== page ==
29 November 2016

Narrative Power: Power Narratives, Pt. 1

There are many ways of looking at a thing. Some are more comprehensive than others, some more pointed. Even among the comprehensive views, there can be competing narratives. And that is the subject of this post.

In my previous posts, Aftermath and Post Mortem: Moral Morass, I've looked at the 2016 U.S. Presidential Election from the points of view of the philosophico-ethical theories driving the two campaigns and of the moral sentiments of the two audiences the two campaigns sought to engage. This post will examine the competing narratives the two campaigns sought to convey to their targeted constituencies—and their relative successes.

A political campaign seeks to tell a story—to present a narrative—about itself (and, of course, its adversary) that will persuade enough voters of the power of its cause. In this most recent election, roughly speaking, the Trump campaign narrative was something like: a smug Pepe the Frog vs. a corrupt, collapsing Meemaw. The Clinton campaign narrative, in broad strokes, was something like: Hermione Granger vs. Amateur Voldemort.

Those of us who write stories understand the power of narrative. But what is a narrative? And how does understanding the nature of narrative help us understand what happened in the 2016 Election?

Simply put, a narrative tells a story. Stories, first and foremost, seek to entertain us. They often provide examples that instruct us as well. Stories serve a further societal purpose—and have done so probably since the earliest peoples sat around fires and recounted their battle with a mastodon or their escape from a saber toothed tiger—they serve to bring people together.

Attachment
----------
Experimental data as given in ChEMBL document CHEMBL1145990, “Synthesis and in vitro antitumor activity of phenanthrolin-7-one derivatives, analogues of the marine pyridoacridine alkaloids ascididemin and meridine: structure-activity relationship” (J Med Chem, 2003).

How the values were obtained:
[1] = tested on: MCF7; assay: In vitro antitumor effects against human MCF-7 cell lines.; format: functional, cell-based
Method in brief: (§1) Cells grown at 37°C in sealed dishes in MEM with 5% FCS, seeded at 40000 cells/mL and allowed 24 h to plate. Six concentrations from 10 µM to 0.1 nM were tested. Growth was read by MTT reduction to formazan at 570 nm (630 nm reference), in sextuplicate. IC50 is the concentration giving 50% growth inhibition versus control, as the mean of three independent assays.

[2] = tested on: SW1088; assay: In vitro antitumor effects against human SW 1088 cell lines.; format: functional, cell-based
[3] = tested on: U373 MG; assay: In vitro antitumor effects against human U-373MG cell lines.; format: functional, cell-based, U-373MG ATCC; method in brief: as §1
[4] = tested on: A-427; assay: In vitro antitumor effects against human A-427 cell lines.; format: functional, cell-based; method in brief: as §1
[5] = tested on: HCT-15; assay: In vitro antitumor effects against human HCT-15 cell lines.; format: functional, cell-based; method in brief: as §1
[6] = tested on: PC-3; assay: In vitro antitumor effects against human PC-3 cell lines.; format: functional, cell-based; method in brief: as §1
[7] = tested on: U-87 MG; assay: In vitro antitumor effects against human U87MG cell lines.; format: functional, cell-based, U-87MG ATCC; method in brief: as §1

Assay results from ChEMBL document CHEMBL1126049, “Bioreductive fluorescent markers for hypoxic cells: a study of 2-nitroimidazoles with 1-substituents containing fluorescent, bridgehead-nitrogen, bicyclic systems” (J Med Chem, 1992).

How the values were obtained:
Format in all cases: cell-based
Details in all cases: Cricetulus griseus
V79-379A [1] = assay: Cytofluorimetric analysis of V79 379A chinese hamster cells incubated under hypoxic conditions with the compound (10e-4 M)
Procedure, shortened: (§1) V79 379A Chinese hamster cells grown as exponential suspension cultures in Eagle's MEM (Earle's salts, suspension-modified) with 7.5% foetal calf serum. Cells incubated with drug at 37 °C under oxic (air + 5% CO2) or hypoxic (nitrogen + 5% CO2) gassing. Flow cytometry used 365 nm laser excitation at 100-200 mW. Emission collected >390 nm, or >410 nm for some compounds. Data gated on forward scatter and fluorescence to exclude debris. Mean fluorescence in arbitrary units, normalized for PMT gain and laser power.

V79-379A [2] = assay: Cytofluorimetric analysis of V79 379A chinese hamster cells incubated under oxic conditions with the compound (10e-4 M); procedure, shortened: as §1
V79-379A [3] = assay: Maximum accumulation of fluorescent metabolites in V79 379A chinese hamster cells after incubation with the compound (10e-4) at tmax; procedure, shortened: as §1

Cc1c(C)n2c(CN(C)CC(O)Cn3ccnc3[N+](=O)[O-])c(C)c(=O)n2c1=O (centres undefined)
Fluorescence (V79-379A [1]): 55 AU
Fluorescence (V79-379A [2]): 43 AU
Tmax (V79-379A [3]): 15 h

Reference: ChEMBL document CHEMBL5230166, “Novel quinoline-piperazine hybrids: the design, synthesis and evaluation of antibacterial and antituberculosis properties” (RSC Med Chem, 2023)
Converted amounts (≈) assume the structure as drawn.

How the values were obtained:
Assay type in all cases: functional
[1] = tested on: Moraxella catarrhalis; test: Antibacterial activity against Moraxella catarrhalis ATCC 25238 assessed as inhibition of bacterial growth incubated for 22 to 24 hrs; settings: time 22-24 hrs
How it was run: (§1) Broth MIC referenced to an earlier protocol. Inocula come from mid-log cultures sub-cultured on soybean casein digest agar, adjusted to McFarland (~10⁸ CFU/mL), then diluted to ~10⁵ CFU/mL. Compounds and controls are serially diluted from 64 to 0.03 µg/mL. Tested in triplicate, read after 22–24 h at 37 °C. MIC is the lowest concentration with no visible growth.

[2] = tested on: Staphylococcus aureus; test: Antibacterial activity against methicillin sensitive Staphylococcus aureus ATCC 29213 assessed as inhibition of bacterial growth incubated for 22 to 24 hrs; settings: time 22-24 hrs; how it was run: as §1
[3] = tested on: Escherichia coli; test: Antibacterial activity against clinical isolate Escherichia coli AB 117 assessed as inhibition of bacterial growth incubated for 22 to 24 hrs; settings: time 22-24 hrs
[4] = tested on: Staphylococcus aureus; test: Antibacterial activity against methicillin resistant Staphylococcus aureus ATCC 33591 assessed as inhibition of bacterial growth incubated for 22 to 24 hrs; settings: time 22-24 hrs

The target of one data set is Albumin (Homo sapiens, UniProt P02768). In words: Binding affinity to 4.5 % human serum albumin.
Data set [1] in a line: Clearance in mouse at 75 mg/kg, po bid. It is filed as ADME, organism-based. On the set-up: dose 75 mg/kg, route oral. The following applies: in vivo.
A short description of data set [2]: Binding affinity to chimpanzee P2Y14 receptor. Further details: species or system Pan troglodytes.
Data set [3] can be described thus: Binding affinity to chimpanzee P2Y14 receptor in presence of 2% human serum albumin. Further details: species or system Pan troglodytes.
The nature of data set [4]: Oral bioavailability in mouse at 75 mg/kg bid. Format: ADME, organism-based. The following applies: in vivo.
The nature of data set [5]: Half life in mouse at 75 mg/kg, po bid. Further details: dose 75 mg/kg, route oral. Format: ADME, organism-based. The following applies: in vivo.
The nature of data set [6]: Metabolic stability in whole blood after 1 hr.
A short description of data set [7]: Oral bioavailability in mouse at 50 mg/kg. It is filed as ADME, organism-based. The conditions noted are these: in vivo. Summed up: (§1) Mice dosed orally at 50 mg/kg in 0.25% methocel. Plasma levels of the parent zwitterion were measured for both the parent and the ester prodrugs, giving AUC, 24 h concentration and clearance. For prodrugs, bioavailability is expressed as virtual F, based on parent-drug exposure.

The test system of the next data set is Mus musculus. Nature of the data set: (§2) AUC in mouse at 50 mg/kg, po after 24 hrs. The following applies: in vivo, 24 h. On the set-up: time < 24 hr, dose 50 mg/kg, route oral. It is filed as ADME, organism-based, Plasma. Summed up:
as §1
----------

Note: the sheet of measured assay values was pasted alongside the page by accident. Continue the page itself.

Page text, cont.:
Narratives satisfy at least two basic human needs: (a) the need for authority and (b) the need for meaning. They do this because every story: (a') must have a teller, i.e., a point of view or an authority and (b') carries some message or moral. Thus, stories essentially serve to: (a") salve the psychic wounds from the pervasive anxiety of existential insecurity and (b") reinforce our sense of the order of things. These are, by the way, essentially conservative functions.

A coherent narrative posits that everything is somehow connected and orderly, and that there is some author(-ity) behind this order providing meaning. That is why we turn to stories—on television, at the movies, in books, etc.—for comfort and a retreat from an otherwise indifferent and chaotic world.

I will end the first part of this essay with a quote from David Foster Wallace's essay "The Empty Plenum," his analysis of David Markson's experimental novel Wittgenstein's Mistress, where he puts it, inimitably, like this:
T. Pynchon, who has done in literature for paranoia what Sächer-Masoch did for whips, argues in his Gravity's Rainbow for why the paranoid delusion of complete & malevolent connection, whacko & unpleasant though it be, is preferable at least to its opposite—the conviction that nothing is connected to anything else & that nothing has anything intrinsically to do with you.
Narratives inflate our sense of self. Often falsely. At the same time, they comfort us with the illusion that things are somehow under control, and that it's probably better that they are.

[to be cont'd]

1 comment:

ifthethunderdontgetya™³²®© said...

Sorry to be so late, my blogging fell off a cliff. (I was going to put up 2 posts last week...but none happened.)

I agree with your narratives:

a smug Pepe the Frog vs. a corrupt, collapsing Meemaw. The Clinton campaign narrative, in broad strokes, was something like: Hermione Granger vs. Amateur Voldemort.

But ultimately, over the years, policy matters. The Democrats, since Bill Clinton took over, have been cynically hewing to the territory the GOP abandons in its ever right-ward shifts. The motive is clear: that's where the corporate reward$$$ are.

And finally they went to far.